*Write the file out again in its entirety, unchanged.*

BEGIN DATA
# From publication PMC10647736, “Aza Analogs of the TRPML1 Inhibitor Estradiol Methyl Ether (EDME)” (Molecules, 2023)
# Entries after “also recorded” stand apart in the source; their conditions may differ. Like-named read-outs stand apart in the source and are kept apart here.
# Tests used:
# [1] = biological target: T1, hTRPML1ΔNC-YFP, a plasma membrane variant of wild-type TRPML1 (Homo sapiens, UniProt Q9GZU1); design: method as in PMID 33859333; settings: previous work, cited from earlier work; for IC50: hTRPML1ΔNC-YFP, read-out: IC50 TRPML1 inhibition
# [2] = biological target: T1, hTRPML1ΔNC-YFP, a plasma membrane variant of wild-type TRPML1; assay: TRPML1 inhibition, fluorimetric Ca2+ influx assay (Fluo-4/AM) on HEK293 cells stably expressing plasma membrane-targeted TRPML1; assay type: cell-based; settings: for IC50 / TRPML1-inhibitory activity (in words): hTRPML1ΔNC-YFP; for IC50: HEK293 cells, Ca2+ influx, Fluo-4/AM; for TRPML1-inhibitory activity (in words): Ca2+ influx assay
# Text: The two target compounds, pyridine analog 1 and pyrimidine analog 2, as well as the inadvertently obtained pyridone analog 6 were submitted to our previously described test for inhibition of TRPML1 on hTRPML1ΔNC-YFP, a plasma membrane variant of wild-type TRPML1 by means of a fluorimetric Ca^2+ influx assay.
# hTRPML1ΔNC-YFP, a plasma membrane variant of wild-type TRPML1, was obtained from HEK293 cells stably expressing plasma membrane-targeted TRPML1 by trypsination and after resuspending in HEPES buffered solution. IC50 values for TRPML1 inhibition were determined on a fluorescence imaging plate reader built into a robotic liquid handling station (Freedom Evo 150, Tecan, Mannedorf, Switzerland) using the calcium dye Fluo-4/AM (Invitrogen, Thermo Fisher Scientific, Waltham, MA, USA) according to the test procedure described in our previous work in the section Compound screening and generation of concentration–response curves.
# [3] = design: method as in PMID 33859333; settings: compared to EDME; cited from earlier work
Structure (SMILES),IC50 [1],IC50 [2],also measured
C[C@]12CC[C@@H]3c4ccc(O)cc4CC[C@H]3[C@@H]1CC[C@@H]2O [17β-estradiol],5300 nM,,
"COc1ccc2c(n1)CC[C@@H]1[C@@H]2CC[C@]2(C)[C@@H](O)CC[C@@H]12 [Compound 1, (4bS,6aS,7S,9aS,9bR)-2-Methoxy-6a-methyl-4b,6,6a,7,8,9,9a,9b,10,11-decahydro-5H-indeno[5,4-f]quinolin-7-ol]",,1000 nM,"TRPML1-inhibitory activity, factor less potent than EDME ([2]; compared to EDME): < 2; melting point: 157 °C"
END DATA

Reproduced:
# From publication PMC10647736, “Aza Analogs of the TRPML1 Inhibitor Estradiol Methyl Ether (EDME)” (Molecules, 2023)
# Entries after “also recorded” stand apart in the source; their conditions may differ. Like-named read-outs stand apart in the source and are kept apart here.
# Tests used:
# [1] = biological target: T1, hTRPML1ΔNC-YFP, a plasma membrane variant of wild-type TRPML1 (Homo sapiens, UniProt Q9GZU1); design: method as in PMID 33859333; settings: previous work, cited from earlier work; for IC50: hTRPML1ΔNC-YFP, read-out: IC50 TRPML1 inhibition
# [2] = biological target: T1, hTRPML1ΔNC-YFP, a plasma membrane variant of wild-type TRPML1; assay: TRPML1 inhibition, fluorimetric Ca2+ influx assay (Fluo-4/AM) on HEK293 cells stably expressing plasma membrane-targeted TRPML1; assay type: cell-based; settings: for IC50 / TRPML1-inhibitory activity (in words): hTRPML1ΔNC-YFP; for IC50: HEK293 cells, Ca2+ influx, Fluo-4/AM; for TRPML1-inhibitory activity (in words): Ca2+ influx assay
# Text: The two target compounds, pyridine analog 1 and pyrimidine analog 2, as well as the inadvertently obtained pyridone analog 6 were submitted to our previously described test for inhibition of TRPML1 on hTRPML1ΔNC-YFP, a plasma membrane variant of wild-type TRPML1 by means of a fluorimetric Ca^2+ influx assay.
# hTRPML1ΔNC-YFP, a plasma membrane variant of wild-type TRPML1, was obtained from HEK293 cells stably expressing plasma membrane-targeted TRPML1 by trypsination and after resuspending in HEPES buffered solution. IC50 values for TRPML1 inhibition were determined on a fluorescence imaging plate reader built into a robotic liquid handling station (Freedom Evo 150, Tecan, Mannedorf, Switzerland) using the calcium dye Fluo-4/AM (Invitrogen, Thermo Fisher Scientific, Waltham, MA, USA) according to the test procedure described in our previous work in the section Compound screening and generation of concentration–response curves.
# [3] = design: method as in PMID 33859333; settings: compared to EDME; cited from earlier work
Structure (SMILES),IC50 [1],IC50 [2],also measured
C[C@]12CC[C@@H]3c4ccc(O)cc4CC[C@H]3[C@@H]1CC[C@@H]2O [17β-estradiol],5300 nM,,
"COc1ccc2c(n1)CC[C@@H]1[C@@H]2CC[C@]2(C)[C@@H](O)CC[C@@H]12 [Compound 1, (4bS,6aS,7S,9aS,9bR)-2-Methoxy-6a-methyl-4b,6,6a,7,8,9,9a,9b,10,11-decahydro-5H-indeno[5,4-f]quinolin-7-ol]",,1000 nM,"TRPML1-inhibitory activity, factor less potent than EDME ([2]; compared to EDME): < 2; melting point: 157 °C"